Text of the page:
Perfect is the enemy of good

From Wikipedia, the free encyclopedia
Jump to: navigation, search
This natural diamond crystal contains flaws and the flawless diamonds called paragons are rare.

"Better a diamond with a flaw than a pebble without."


Perfect is the enemy of good is an aphorism or proverb which is commonly attributed to Voltaire whose moral poem, La Bégueule, starts[2]

Aristotle, Confucius and other classical philosophers propounded the principle of the golden mean which counsels against extremism in general.[3] The Pareto principle or 80–20 rule explains this numerically. For example, it commonly takes 20% of the full time to complete 80% of a task while to complete the last 20% of a task takes 80% of the effort.[4] Achieving absolute perfection may be impossible and so, as increasing effort results in diminishing returns, further activity becomes increasingly inefficient. Watson-Watt, who developed early warning radar in Britain to counter the rapid growth of the Luftwaffe, propounded a "cult of the imperfect", which he stated as "Give them the third best to go on with; the second best comes too late, the best never comes."[5] Economists such as George Stigler say that "If you never miss a plane, you're spending too much time at the airport.[6][7]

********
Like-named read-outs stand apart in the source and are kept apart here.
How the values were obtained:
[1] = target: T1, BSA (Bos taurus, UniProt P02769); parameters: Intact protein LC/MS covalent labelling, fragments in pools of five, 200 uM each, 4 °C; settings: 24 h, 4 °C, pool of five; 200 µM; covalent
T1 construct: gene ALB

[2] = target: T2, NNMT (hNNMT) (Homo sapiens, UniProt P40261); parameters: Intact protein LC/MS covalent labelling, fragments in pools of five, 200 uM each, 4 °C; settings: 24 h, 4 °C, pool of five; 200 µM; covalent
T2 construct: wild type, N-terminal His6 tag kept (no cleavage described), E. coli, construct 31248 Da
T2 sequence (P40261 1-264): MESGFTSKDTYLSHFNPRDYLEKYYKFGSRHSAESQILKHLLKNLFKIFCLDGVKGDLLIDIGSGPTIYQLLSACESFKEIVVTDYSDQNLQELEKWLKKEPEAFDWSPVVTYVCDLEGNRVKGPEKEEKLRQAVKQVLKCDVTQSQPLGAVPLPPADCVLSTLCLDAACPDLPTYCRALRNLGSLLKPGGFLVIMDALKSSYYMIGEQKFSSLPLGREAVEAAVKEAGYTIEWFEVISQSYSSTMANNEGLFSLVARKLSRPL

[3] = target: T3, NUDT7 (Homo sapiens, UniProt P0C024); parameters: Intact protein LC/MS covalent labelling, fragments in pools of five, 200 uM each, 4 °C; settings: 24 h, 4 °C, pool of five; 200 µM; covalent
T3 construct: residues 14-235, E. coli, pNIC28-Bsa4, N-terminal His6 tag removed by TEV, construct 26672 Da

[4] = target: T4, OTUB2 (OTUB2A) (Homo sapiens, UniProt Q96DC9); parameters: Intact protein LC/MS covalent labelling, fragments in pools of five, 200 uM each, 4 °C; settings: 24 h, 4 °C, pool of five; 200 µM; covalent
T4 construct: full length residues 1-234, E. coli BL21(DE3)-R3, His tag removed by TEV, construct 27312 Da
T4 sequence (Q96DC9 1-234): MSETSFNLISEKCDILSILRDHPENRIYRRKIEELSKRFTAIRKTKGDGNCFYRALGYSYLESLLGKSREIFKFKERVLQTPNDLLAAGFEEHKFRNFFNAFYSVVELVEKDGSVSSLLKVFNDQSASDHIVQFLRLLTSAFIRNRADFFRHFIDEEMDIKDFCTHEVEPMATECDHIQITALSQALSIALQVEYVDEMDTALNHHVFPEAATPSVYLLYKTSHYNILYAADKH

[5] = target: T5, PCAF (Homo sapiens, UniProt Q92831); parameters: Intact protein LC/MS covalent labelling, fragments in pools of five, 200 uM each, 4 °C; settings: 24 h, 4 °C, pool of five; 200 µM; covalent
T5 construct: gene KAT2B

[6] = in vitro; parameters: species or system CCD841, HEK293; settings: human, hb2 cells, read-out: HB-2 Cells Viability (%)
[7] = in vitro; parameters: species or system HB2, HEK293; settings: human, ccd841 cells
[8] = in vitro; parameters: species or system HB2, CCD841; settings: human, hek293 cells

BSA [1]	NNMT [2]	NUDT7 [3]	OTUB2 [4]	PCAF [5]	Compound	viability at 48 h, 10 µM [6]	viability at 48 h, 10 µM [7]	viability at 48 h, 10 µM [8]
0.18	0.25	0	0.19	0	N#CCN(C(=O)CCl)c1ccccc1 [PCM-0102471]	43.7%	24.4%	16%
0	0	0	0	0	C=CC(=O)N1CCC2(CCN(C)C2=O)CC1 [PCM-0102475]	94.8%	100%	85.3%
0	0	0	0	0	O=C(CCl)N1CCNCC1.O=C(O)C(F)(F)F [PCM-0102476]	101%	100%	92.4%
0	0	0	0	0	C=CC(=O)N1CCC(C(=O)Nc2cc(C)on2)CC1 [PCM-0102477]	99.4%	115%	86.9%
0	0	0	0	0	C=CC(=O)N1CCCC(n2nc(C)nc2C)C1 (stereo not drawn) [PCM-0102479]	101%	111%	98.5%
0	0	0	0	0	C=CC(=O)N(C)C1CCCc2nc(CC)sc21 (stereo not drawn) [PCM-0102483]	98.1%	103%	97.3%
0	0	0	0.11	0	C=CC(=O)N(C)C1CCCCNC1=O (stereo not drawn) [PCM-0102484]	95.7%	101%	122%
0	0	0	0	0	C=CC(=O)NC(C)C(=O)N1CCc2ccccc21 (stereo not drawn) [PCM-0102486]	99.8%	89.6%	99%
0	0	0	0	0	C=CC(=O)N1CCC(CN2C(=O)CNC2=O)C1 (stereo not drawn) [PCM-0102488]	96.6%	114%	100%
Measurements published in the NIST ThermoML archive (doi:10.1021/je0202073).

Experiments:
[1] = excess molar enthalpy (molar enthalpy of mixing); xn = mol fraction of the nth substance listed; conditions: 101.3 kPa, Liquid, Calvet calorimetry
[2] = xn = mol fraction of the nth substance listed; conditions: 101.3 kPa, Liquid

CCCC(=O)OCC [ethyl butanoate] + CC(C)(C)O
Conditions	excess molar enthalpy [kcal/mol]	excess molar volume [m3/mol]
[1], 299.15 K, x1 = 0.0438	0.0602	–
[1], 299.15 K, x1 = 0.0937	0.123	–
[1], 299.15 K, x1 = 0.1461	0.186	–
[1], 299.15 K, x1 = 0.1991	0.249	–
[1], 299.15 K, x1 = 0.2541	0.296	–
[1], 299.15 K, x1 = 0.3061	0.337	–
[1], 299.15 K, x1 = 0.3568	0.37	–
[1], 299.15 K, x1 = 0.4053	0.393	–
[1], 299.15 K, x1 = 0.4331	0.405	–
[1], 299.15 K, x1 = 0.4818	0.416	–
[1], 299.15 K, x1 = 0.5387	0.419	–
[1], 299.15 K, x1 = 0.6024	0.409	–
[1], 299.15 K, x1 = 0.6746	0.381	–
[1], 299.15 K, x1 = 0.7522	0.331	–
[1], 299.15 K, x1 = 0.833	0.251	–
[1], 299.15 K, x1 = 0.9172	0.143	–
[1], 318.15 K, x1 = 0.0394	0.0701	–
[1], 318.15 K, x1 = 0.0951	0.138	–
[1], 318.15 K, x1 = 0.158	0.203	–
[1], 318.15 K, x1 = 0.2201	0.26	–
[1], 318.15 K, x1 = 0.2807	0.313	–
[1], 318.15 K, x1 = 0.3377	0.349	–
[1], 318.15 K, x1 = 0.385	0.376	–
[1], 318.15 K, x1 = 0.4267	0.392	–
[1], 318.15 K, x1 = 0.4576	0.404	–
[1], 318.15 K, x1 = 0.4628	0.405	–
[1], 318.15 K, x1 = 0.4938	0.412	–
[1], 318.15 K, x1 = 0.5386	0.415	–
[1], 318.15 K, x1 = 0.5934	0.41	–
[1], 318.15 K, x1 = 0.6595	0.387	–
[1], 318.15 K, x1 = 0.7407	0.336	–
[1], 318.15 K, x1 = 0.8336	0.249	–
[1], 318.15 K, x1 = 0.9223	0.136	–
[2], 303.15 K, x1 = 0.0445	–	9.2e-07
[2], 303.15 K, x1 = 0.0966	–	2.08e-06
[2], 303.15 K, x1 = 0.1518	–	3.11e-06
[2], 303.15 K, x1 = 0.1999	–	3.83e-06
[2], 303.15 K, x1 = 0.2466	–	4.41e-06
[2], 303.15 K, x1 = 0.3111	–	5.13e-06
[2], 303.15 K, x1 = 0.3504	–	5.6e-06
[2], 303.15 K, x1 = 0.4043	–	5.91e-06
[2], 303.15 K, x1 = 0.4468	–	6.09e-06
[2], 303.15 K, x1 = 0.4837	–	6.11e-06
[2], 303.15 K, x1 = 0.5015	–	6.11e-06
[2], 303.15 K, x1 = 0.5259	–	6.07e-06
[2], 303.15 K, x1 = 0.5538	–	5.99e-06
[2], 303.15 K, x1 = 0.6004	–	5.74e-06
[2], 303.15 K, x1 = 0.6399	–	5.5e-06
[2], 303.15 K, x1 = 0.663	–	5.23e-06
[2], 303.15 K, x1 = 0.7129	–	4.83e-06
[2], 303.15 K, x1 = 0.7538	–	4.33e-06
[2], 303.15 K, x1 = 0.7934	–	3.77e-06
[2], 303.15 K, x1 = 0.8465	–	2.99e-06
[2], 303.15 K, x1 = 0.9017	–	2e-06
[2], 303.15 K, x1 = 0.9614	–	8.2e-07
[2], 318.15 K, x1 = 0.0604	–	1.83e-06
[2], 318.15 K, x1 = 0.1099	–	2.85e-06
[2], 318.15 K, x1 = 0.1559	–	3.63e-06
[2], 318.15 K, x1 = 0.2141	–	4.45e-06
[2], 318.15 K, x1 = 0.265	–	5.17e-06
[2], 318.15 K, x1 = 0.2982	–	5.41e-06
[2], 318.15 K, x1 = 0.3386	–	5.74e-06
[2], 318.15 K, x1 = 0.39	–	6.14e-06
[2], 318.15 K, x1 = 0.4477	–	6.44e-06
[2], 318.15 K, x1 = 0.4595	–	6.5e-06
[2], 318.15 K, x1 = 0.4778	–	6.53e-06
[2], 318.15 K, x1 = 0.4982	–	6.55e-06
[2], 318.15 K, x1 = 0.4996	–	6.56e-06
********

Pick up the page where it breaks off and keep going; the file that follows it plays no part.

See also[edit]


  1. ^ M.P. Singh (2005), Quote Unquote (A Handbook of Quotations), p. 223, ISBN 8183820085 
  2. ^ Georg Wilhelm Friedrich Hegel, Allen W. Wood, Hugh Barr Nisbet, Elements of the philosophy of right 
  3. ^ Tal Ben-Shahar (2009), The Pursuit of Perfect, McGraw Hill Professional, ISBN 978-0-07-160882-4 
  4. ^ E. Gandevia, S. Breakspear, Equip 
  5. ^ L Brown (1999), Technical and Military Imperatives: A Radar History of World War 2, p. 64, ISBN 9781420050660 
  6. ^ Bryan Caplan (May 20, 2010), If You Never Miss a Plane..., Library of Economics and Liberty 
  7. ^ Steven E. Landsburg (2008), More Sex Is Safer Sex: The Unconventional Wisdom of Economics, Simon and Schuster, p. 224, ISBN 9781416532224